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The Official Kiya chocolate thread (no bonbons)

post #1 of 46
Thread Starter 
I found out, sometimes in 2010, that Kiya of Self Edge is a chocolate afficionado in addition to a great many other things. Since I'm getting addicted to the good stuff myself, I have been asking him for recommendations, and the chocolate question equivalents of "What slim jeans are good?" or "Is Hugo Boss worth the price?"

In this thread, you talk to and around Kiya about chocolate. I declare this the official chocolate thread.

Fok.

On my list of favorites right now are Domori, Amedei, and Pralus.

Not impressed by the hipster Mast Brothers.
post #2 of 46
Slightly modified words from the past..

I've been following the chocolate world and studying chocolate for about 8 years now...
I love it, it's one of my favorite things because it's so endless, and it truly hasn't been fully explored yet, so there's so much to discover.. Same reasons I'm so heavily into craft beers and help run a beer club in San Francisco.
There's so much to discover and a support group always helps push further into the next level of chocolate, beer, or whatever other geeky thing warms your brain.

I'll start this off..

Single origin cacao is great and has been studied for years now, but single crop is a new thing coming up more in the chocolate world.. Where there's a single strain of bean turned into a bar, and done three or four seasons back to back and there's a vertical tasting to taste the differences between season and year.
Domori is doing amazing things with splicing strains that have been extinct for many years, mostly due to being wiped out by natural disasters such as hurricanes over a hundred years ago... They're taking it further by buying their own crop land in Central and South America and overseeing the entire process from bean to bar, which is intense considering they're an Italian company.

Some of my favorite brands:
http://www.domori.com/it/home.php
Domori is the shit... the way i see it is that they're leading the pack and seem to have quite a bit of money to work with to push cacao research into the next generation of manufacturers. They make some of the most expensive bars in the world, but you don't need much, they go up to about $20 for a 50g bar, so essentially it's a $40 bar of chocolate..

http://www.slitti.it/
Slitti makes the best dark milk bar i've ever tasted, clocking in at 72% it's perfectly balanced, i just wish the bars were thinner. Overall amazing..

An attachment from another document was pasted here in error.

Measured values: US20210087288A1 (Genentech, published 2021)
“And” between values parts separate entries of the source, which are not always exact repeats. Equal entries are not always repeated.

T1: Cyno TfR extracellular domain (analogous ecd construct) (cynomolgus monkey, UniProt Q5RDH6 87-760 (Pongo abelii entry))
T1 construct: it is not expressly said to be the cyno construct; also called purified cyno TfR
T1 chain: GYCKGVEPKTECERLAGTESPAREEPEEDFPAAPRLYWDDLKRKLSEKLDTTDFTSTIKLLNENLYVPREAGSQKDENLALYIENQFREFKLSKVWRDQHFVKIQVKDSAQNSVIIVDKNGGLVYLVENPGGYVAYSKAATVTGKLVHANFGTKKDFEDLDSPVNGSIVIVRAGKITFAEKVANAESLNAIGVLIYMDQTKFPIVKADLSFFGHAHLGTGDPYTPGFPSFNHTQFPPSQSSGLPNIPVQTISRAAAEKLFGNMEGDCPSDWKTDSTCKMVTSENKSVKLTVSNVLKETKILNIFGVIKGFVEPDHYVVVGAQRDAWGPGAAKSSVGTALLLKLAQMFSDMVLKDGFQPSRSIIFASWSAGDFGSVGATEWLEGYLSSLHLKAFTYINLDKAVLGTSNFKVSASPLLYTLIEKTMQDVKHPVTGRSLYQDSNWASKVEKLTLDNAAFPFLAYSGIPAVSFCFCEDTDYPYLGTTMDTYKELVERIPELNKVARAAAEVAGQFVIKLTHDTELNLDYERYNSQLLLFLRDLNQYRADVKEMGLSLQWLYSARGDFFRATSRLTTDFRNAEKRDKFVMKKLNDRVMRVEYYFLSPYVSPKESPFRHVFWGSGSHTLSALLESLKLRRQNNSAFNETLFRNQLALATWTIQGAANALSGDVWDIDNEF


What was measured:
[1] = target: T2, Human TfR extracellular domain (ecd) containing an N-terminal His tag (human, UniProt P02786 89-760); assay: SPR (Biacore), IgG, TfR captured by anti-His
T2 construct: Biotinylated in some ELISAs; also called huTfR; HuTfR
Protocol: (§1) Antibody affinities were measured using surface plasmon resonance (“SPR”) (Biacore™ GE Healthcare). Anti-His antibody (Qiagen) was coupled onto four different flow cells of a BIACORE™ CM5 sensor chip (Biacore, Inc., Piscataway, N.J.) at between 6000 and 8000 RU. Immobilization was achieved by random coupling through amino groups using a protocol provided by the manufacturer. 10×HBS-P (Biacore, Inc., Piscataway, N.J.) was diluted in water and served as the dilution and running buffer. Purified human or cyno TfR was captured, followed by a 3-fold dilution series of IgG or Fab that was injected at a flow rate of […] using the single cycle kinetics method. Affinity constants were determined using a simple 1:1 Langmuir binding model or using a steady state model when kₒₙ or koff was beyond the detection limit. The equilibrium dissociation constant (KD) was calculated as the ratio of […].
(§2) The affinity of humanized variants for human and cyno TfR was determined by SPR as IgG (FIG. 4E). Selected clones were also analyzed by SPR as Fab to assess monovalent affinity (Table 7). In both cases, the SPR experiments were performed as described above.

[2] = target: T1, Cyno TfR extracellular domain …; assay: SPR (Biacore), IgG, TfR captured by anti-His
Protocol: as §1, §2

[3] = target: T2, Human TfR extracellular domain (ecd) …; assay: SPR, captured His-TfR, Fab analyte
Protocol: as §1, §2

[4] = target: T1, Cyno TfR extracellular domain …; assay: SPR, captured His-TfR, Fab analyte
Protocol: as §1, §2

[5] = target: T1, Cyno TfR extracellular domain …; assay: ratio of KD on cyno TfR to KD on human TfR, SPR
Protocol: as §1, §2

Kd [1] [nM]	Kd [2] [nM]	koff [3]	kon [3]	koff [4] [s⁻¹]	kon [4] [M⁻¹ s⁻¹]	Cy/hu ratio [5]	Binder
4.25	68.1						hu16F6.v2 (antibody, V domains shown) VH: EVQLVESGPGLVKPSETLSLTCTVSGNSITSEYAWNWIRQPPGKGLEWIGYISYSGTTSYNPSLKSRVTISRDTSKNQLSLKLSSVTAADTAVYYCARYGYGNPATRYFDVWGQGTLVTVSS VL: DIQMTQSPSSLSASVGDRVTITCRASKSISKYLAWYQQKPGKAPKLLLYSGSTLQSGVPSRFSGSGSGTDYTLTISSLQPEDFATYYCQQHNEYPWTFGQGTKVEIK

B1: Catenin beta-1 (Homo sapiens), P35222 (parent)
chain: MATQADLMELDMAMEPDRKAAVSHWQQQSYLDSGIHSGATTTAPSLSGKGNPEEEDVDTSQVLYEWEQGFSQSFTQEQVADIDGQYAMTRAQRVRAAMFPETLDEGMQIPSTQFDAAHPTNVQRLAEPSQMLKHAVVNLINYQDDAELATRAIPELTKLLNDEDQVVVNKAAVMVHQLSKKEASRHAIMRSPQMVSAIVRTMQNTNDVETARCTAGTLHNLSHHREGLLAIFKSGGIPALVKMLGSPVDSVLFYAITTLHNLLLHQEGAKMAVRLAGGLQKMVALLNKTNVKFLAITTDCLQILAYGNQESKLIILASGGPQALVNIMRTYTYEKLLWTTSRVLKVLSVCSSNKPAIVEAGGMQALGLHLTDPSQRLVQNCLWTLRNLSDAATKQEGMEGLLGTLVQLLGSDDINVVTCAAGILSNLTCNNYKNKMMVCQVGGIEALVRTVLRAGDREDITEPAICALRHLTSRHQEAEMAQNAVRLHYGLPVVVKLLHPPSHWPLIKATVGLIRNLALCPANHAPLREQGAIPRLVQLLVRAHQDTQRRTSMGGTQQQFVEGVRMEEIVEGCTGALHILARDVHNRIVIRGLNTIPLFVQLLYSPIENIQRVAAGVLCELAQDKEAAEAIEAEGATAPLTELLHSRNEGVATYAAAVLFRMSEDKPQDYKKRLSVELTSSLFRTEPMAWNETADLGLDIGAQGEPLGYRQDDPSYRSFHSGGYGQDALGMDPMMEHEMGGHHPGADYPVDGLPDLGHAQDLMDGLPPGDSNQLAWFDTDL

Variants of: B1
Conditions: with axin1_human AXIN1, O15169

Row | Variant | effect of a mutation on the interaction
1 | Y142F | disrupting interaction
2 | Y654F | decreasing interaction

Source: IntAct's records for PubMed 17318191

http://www.claudiocorallo.com/
Claudio Corallo's line is well established by really brining in coffee beans into the mix, not really by using coffee beans but by using cupping techniques and bringing it over to the chocolate world. Their bars are mostly prepacks of five bars, they're quite pricey, but worth every penny. Bar shape is perfect and they're very well tempered.

My chocolate dealer...
Chocolate Covered: http://www.yelp.com/biz/chocolate-covered-san-francisco
I've been going there about once a week for six years or so...

Once we get to page ten of this thread we will have Style Forum SuperCacao Meet-up. "Hai Guys! Let's eat Theobroma and go to the Alden store!"
post #3 of 46
If buy "good stuff" you mean the equivalent of Ironheart denim, then I'm still at the APC level.

I like Rheo Thompson chocolates from Stratford, Ontario. I'm a simple guy, but I can eat my bodyweight in choco mint truffles....
post #4 of 46
The snow before last in Seattle, we went to the Theo Chocolate factory in Fremont. There was snow falling outside, a fireplace inside, and bowls of different kinds of chocolate laying around the store front. It was a great chocolate rush.
post #5 of 46
my local wegmans stocked valrhona, schaffenberger, and theo chocolates for awhile, but not anymore. otherwise i've had to buy off the internet ( $10 shipping for a $15 bar sucks)
post #6 of 46
what's some good midrange milk chocolate bars? there's a really good chocolate shop here with a huge selection, but i have no idea what to buy first
post #7 of 46
what're you looking to spend?

amadei bars aren't that expensive. like $13 to $15 for a bar if you can get it without shipping
post #8 of 46